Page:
4. Is it easy to find a suitable donor?
It is very important to be aware of what the law defines about the specific treatment. The aforementioned law in Greece is rather progressive allowing all kind of assisted reproduction treatments, of course under conditions and specifications. It is important to be noted that egg donation is totally anonymous and absolutely voluntarily, meaning:
- Anonymity: the couple is not allowed to know the egg donor’s identity, either the donor to meet the recipient couple. Both, the couple and the donor, will sign the appropriate written consents before proceeding with any treatment.
- Voluntarily: egg donation is a precious gift that a woman can offer to another. So, it’s only her decision if she is willing to help another woman to create her family. The law does not allow any financial transaction (the concept of “payment” is not consistent with the notion of “donation”), however, a compensation is provided to the donors in order to cover any travel expenses, loss of earnings during the treatment (e.g. leave of absence) etc.
For the woman who decides to donate eggs, the procedure is similar to an IVF cycle. The law defines that the donor should be up to 35 years. After the mandatory medical check, she will get injectable medication for the ovarian stimulation, blood tests and an ultrasound will follow until the final day of the oocyte retrieval (usually under light sedation). Due to this procedure, but also due to moral and psychological issues that might occur, women who are willing to donate eggs are not many. In Greece, like in many other countries, the couples in need of egg donation in order to have a baby are more than the women who are willing to donate eggs.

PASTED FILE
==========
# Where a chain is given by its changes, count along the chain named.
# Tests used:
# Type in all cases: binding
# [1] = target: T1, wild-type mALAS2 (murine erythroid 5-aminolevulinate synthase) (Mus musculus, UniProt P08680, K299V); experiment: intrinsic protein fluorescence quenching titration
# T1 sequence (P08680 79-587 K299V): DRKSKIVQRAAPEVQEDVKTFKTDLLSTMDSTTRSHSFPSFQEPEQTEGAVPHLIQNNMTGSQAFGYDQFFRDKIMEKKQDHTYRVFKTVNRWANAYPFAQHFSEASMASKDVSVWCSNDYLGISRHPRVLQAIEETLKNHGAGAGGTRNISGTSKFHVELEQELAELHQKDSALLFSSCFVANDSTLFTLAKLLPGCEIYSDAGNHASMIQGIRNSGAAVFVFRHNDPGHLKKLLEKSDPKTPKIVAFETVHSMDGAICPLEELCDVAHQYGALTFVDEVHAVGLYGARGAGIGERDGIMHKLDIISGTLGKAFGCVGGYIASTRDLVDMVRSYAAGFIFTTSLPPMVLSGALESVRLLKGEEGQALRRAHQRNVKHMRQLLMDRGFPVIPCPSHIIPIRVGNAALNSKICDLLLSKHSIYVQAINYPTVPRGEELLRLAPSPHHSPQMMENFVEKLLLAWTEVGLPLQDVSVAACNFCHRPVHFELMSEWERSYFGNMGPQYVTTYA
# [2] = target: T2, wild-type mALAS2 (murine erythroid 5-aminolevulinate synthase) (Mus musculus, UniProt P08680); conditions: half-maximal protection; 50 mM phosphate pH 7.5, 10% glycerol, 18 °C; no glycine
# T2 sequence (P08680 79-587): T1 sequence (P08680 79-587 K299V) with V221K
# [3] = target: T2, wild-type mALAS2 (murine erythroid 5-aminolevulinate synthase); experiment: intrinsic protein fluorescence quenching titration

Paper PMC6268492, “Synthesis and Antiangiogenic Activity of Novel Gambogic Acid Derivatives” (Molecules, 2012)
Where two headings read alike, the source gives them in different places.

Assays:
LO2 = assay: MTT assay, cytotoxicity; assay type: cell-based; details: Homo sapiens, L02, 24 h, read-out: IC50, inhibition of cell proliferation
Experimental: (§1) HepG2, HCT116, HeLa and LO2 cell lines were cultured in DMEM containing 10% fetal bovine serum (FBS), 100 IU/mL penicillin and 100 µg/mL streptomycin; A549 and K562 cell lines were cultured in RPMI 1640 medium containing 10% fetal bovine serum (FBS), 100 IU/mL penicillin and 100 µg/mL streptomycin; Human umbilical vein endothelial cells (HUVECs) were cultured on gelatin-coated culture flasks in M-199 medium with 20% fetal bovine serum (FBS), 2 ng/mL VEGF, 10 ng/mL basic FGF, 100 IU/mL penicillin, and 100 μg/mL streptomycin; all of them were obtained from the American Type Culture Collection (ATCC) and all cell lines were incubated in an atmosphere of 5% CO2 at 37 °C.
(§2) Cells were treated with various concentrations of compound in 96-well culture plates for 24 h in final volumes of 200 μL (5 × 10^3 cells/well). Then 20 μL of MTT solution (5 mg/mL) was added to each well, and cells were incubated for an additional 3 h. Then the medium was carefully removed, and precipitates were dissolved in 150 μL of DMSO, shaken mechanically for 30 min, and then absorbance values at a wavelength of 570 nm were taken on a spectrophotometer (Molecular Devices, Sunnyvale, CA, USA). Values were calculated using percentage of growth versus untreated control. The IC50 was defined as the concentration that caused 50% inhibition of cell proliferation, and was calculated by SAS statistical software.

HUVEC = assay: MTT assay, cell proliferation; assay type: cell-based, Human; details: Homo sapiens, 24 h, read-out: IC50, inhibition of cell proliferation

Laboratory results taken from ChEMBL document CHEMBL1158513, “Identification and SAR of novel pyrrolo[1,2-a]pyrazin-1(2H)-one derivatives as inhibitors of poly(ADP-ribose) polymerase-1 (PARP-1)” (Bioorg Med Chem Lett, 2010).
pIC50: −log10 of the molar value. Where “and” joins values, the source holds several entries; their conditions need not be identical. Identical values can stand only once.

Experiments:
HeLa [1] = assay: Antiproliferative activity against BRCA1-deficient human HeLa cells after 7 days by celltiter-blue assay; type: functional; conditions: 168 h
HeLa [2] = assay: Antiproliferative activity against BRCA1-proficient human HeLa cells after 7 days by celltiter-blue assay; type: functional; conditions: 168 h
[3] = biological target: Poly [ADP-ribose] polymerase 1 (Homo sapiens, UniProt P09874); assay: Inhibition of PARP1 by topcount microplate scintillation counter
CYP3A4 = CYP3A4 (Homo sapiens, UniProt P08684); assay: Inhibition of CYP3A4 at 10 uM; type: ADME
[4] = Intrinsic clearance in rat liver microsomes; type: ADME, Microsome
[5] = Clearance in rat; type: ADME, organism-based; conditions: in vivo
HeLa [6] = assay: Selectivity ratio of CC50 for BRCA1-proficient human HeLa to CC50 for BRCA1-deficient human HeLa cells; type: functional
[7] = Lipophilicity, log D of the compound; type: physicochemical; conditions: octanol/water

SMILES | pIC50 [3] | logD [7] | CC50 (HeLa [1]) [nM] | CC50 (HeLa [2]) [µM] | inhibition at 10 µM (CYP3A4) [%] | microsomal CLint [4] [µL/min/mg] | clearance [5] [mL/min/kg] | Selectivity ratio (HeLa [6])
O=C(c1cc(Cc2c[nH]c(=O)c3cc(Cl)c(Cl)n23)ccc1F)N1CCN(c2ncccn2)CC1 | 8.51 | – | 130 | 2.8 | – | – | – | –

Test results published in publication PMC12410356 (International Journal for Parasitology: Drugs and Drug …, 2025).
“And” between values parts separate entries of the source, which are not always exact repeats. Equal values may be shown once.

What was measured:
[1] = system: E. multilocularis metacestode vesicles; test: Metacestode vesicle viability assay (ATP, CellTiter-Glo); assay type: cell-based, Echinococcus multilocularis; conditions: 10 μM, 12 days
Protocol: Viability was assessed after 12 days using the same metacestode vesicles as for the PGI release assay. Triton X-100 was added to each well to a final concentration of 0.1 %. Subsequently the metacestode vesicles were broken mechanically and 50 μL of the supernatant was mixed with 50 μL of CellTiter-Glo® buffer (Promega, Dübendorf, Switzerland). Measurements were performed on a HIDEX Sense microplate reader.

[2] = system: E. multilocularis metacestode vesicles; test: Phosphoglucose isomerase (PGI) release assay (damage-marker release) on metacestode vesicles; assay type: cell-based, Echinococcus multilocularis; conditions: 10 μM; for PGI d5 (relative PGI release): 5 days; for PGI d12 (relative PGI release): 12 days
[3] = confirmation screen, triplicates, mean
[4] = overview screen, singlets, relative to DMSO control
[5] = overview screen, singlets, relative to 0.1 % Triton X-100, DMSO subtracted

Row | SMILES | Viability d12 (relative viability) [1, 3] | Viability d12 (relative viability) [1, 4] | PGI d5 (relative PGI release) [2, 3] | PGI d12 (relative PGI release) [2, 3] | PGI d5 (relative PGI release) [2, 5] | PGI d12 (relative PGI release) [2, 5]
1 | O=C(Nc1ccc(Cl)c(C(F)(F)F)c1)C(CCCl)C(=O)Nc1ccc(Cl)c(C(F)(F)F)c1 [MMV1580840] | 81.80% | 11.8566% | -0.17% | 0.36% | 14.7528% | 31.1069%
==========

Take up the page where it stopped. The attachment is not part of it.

Due to the anonymity imposed from the law, the couple interested in finding an egg donor is not allowed to look for one by themselves. The procedure is onto the reproduction gynaecologist who is responsible for the treatment. The doctor is responsible to find the suitable donor for each couple. In practice, that means that you might need to wait until finding the suitable donor.
The need for egg donation treatment of many couples unfortunately is not well known to the general community, like e.g. organ or bone marrow donation. That means that very few women decide to become egg donors. On the other hand, women who needs egg donation in order to have a baby are becoming more and more by the day. There is no doubt, however, that this is a very sensitive matter due to all legal and moral issues might arise.
Proceeding with egg donation - What to expect
Despite the high success rates in IVF with egg donation (Gennima IVF rates: almost 70% positive pregnancy test and 60% clinical pregnancy) there are specific restrictions due to the physiology of reproduction (physiology of fertilization and development of embryos). For the moment, neither science nor technology guarantees 100% IVF success. At Gennima IVF we provide all the needed information about the whole cycle, the expected success rates in order your expectations to remain realistic.
Day 0: the oocyte retrieval In order to increase the possibility of a successful treatment, we expect to collect 10-12 good quality eggs at the day of the oocyte retrieval. The embryologists and the midwife/nurse will update you about the quality of the collected eggs right after the completion of the procedure. In some cases, we might collect more or less eggs during the oocyte retrieval than expected.